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Top Ten most popular articles on this week!

The appointment of GSK veteran Arnaud Breabout to the position of Senior Vice President and CFO of Mundipharma took the top spot this week. Meanwhile MHRA chief Dr Ian Hudson announced he was stepping down.

Equally as Brexit inched ever closer it was revealed that use of antidepressant had gone up in the month following the referendum. At the same time, the ABPI responded to Theresa May’s new deal.

MHRA Chief to step down in 2019

The Medicines and Healthcare products Regulatory Agency (MHRA), the regulator responsible for the efficacy and safety of medicines in the UK, has announced that its Chief Executive is to step down from the role in September next year.

Dr Ian Hudson joined the then-Medicines Control Agency in 2001 as Licensing Director before stepping up to the role of CEO in 2013, his time with the organisation totalling 17 years.

Top Ten most popular articles on this week!

The Samsung scandal played a prominent role in this weeks’ top ten after the South Korean firm was delisted from the South Korean stock exchange over accounting violations. Equally Brexit chaos was central to this weeks’ news after a deal was revealed by Theresa May. The ongoing disruption has seen the resignation of a number of prominent players as backbench Brexiteer Jacob Rees Mogg called for a vote of no-confidence in Theresa May.

Phamaceutical trade lobby responds to Brexit deal

The Association of the British Pharmaceutical Industry (ABPI) has responded to Theresa May’s Brexit deal, after the government announced a 585 page draft withdrawal agreement has been agreed to by both the United Kingdom and the European Union.

However both the British and EU parliaments will now have to ratify the agreement. The news has already led to the resignation of Brexit Secretary Dominic Raab and Secretary of State for work and pensions, Esther McVey.

No-deal Brexit preparations are a waste of time and money, according to Welsh industry representatives

The UK government’s request that pharmaceutical companies stockpile an additional six weeks’ worth of medicine, in preparation for a no-deal Brexit, is a waste of time and money, representatives for the Welsh pharmaceutical industry have said.

While ‘robust plans have’ been put into place, the millions spent on stockpiling medicines in preparation for the unlikely scenario of a no-deal Brexit could be better spent on developing new medicines.

The November 2018 issue of Pharmafocus is available to read online now!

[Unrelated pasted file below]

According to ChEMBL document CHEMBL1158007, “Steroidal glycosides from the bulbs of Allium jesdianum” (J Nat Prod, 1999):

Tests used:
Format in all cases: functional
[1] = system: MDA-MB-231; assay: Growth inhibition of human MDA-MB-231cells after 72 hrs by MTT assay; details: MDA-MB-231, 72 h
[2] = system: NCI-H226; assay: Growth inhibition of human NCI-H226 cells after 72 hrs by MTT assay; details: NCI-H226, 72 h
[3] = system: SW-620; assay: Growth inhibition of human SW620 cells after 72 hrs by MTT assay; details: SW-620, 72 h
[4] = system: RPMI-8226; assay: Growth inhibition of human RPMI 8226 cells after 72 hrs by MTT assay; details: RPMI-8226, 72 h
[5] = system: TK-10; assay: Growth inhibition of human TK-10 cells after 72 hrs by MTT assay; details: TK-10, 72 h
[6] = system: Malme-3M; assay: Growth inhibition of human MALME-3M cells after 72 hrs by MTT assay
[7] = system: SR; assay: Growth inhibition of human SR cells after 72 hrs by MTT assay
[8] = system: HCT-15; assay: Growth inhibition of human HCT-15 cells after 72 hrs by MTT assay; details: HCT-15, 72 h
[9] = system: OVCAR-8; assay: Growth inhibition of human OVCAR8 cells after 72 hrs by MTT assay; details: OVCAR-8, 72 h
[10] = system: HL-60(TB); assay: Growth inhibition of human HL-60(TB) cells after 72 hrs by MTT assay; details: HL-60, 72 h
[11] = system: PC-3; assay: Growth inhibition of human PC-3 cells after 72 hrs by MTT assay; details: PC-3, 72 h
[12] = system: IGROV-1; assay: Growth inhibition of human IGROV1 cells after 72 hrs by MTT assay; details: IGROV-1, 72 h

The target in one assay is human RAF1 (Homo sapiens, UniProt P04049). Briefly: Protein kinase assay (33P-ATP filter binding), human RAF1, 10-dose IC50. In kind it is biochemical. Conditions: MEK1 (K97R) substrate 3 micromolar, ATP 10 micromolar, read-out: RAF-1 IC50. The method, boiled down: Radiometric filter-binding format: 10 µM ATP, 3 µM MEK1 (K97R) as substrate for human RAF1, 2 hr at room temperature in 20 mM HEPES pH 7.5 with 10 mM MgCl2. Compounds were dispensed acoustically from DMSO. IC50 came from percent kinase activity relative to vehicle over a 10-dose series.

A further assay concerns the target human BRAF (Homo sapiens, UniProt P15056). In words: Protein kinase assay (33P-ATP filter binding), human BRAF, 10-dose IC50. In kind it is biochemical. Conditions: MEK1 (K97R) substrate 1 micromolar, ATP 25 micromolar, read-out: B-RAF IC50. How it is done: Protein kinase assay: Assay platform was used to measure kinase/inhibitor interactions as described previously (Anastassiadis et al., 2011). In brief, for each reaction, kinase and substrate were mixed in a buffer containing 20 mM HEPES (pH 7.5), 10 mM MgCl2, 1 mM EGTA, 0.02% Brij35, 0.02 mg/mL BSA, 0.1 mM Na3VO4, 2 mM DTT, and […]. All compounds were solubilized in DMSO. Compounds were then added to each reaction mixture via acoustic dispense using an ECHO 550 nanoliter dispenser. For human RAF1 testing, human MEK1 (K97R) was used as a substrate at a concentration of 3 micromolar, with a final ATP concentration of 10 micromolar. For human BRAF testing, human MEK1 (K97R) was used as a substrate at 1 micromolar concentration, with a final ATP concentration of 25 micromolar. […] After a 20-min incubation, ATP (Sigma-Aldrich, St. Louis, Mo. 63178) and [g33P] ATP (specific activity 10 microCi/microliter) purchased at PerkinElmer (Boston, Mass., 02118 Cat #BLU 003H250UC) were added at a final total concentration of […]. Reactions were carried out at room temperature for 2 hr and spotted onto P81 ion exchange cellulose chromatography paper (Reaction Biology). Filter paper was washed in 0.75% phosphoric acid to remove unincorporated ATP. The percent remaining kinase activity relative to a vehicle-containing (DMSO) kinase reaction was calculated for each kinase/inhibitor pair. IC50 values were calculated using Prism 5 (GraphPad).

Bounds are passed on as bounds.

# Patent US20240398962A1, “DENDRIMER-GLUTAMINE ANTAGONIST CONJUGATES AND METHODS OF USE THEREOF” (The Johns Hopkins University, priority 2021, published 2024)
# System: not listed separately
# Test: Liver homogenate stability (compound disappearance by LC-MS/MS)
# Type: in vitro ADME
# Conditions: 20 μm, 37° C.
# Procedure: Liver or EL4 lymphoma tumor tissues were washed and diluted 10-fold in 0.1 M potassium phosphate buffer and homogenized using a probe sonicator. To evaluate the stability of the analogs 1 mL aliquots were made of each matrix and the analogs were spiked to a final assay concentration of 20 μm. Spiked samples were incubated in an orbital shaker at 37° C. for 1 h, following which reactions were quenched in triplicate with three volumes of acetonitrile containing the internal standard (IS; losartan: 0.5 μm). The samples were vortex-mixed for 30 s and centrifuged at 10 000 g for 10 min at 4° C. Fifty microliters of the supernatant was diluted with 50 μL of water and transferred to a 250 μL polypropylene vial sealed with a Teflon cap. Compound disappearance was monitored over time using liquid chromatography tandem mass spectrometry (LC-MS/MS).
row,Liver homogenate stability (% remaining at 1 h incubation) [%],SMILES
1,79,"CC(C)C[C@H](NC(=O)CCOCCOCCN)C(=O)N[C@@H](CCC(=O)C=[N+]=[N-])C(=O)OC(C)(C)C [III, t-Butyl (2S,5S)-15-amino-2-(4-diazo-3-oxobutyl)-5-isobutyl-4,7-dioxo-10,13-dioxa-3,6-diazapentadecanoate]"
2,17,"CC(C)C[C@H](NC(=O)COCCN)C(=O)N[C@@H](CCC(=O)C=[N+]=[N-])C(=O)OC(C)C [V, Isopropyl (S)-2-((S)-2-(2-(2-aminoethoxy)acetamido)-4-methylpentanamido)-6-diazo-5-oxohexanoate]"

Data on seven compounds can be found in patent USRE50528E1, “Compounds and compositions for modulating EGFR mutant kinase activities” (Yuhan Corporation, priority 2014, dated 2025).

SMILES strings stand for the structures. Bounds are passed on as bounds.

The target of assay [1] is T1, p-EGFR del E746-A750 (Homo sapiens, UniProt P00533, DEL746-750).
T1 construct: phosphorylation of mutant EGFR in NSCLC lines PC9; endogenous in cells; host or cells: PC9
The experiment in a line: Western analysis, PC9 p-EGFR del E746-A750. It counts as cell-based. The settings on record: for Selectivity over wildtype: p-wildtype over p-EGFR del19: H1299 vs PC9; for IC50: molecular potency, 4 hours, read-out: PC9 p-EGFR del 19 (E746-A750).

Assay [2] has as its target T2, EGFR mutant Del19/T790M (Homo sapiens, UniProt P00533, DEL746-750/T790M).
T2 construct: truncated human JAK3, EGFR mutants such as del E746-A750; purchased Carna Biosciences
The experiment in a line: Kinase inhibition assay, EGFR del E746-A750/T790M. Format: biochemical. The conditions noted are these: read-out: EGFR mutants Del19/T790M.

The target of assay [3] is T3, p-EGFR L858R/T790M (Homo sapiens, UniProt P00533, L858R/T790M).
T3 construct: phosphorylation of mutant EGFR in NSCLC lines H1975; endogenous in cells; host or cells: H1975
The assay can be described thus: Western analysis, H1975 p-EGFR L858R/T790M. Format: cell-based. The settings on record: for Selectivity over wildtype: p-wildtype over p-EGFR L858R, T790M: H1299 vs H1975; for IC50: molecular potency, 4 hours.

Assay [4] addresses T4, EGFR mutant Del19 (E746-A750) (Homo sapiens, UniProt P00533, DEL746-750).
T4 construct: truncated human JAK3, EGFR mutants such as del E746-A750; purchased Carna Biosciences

As the US continues to battle the demons in its healthcare system, Donald Trump looks like he may finally make good on his numerous and repeated promises to bring down drug prices, as well as bring  tangible action to the ongoing opioid crisis.

Since announcing a state of emergency over the latter crisis last year, the President has not been seen to attempt to affect any change on the issue, but hopes are high with the recent signing of a bipartisan bill which includes 200 provisions to tackle it, including partnerships with JJ&J, Facebook, Amazon and Google.

Top Ten most popular articles on this week!

Winter is coming! And with it an assortment of promising and not so promising results from big pharma. While J&J offered hope with their HIV vaccine, Bristol-Myer’s Squibb amazed with outstanding results for their Opdivo and Yervoy combo.

Industry leaders warn public may have to stockpile medicines in case of no-deal Brexit

Martin Sawer, the executive director of the Healthcare Distribution Association (HDA) – formerly the British Association of Pharmaceutical Wholesalers (BAPW) – has told MPs that a no-deal Brexit would have a ‘catastrophic’ effect on the supply of medicines coming into the UK, as he suggested that members of the public may have to personally stockpile drugs.

Top Ten most popular articles on this week

Business, biosimilars and Brexit are the themes of this week’s top 10. While Roche signed a $1 billion deal with SQZ Biotech, MSD’s and Samsung Bioepis’ deal fell through. Meanwhile Pfizer announced a cull of 2% of its staff amid a widespread restructuring.

AstraZeneca halting UK investment due to Brexit uncertainty

The Anglo-Swedish pharma firm AstraZeneca has suspended investment into the United Kingdom, due to the uncertainty surrounding Brexit.

The firm’s non-executive chairman, Leif Johansson, shed light on the company’s decision, in an interview with French newspaper Le Monde.

“If a transition deal does not make clear what will happen in the future, we will maintain our decision not to invest,” the Swedish businessman said to Le Monde.

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